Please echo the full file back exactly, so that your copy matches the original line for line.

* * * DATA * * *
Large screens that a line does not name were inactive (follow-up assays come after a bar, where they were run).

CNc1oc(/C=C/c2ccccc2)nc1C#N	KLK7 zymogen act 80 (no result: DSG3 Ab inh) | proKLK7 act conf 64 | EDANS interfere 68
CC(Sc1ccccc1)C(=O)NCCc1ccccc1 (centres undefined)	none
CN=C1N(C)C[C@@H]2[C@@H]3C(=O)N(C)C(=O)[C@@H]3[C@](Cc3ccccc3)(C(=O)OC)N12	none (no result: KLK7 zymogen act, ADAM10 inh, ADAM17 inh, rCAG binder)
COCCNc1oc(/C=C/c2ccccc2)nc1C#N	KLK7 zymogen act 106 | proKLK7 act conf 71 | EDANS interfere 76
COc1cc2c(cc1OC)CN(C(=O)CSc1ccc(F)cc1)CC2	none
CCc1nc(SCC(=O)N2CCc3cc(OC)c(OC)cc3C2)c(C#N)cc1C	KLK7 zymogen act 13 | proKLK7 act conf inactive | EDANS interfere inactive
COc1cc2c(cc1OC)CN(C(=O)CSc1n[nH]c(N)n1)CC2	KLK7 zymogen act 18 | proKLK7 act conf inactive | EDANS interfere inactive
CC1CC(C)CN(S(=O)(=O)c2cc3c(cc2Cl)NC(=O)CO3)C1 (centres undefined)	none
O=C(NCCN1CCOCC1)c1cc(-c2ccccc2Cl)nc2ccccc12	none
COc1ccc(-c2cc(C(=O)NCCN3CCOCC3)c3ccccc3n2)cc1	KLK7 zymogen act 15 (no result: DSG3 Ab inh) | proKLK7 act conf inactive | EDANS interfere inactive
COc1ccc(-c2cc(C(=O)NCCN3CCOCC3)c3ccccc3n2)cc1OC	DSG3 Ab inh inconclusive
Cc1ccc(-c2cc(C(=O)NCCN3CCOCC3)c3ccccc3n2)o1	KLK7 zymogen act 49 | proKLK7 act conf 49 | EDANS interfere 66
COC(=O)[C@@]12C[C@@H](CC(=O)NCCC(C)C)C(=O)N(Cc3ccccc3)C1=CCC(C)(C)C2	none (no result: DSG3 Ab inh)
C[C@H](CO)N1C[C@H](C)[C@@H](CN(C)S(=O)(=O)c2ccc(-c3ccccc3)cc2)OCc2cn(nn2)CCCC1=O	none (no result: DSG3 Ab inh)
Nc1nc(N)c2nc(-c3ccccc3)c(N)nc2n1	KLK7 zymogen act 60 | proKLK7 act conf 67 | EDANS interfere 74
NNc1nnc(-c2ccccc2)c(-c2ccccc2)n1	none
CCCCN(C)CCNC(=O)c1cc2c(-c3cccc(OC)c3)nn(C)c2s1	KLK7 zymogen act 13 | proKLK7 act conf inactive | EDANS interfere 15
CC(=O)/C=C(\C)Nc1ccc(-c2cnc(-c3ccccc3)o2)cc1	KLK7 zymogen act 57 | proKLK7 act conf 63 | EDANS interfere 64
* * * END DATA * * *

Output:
Large screens that a line does not name were inactive (follow-up assays come after a bar, where they were run).

CNc1oc(/C=C/c2ccccc2)nc1C#N	KLK7 zymogen act 80 (no result: DSG3 Ab inh) | proKLK7 act conf 64 | EDANS interfere 68
CC(Sc1ccccc1)C(=O)NCCc1ccccc1 (centres undefined)	none
CN=C1N(C)C[C@@H]2[C@@H]3C(=O)N(C)C(=O)[C@@H]3[C@](Cc3ccccc3)(C(=O)OC)N12	none (no result: KLK7 zymogen act, ADAM10 inh, ADAM17 inh, rCAG binder)
COCCNc1oc(/C=C/c2ccccc2)nc1C#N	KLK7 zymogen act 106 | proKLK7 act conf 71 | EDANS interfere 76
COc1cc2c(cc1OC)CN(C(=O)CSc1ccc(F)cc1)CC2	none
CCc1nc(SCC(=O)N2CCc3cc(OC)c(OC)cc3C2)c(C#N)cc1C	KLK7 zymogen act 13 | proKLK7 act conf inactive | EDANS interfere inactive
COc1cc2c(cc1OC)CN(C(=O)CSc1n[nH]c(N)n1)CC2	KLK7 zymogen act 18 | proKLK7 act conf inactive | EDANS interfere inactive
CC1CC(C)CN(S(=O)(=O)c2cc3c(cc2Cl)NC(=O)CO3)C1 (centres undefined)	none
O=C(NCCN1CCOCC1)c1cc(-c2ccccc2Cl)nc2ccccc12	none
COc1ccc(-c2cc(C(=O)NCCN3CCOCC3)c3ccccc3n2)cc1	KLK7 zymogen act 15 (no result: DSG3 Ab inh) | proKLK7 act conf inactive | EDANS interfere inactive
COc1ccc(-c2cc(C(=O)NCCN3CCOCC3)c3ccccc3n2)cc1OC	DSG3 Ab inh inconclusive
Cc1ccc(-c2cc(C(=O)NCCN3CCOCC3)c3ccccc3n2)o1	KLK7 zymogen act 49 | proKLK7 act conf 49 | EDANS interfere 66
COC(=O)[C@@]12C[C@@H](CC(=O)NCCC(C)C)C(=O)N(Cc3ccccc3)C1=CCC(C)(C)C2	none (no result: DSG3 Ab inh)
C[C@H](CO)N1C[C@H](C)[C@@H](CN(C)S(=O)(=O)c2ccc(-c3ccccc3)cc2)OCc2cn(nn2)CCCC1=O	none (no result: DSG3 Ab inh)
Nc1nc(N)c2nc(-c3ccccc3)c(N)nc2n1	KLK7 zymogen act 60 | proKLK7 act conf 67 | EDANS interfere 74
NNc1nnc(-c2ccccc2)c(-c2ccccc2)n1	none
CCCCN(C)CCNC(=O)c1cc2c(-c3cccc(OC)c3)nn(C)c2s1	KLK7 zymogen act 13 | proKLK7 act conf inactive | EDANS interfere 15
CC(=O)/C=C(\C)Nc1ccc(-c2cnc(-c3ccccc3)o2)cc1	KLK7 zymogen act 57 | proKLK7 act conf 63 | EDANS interfere 64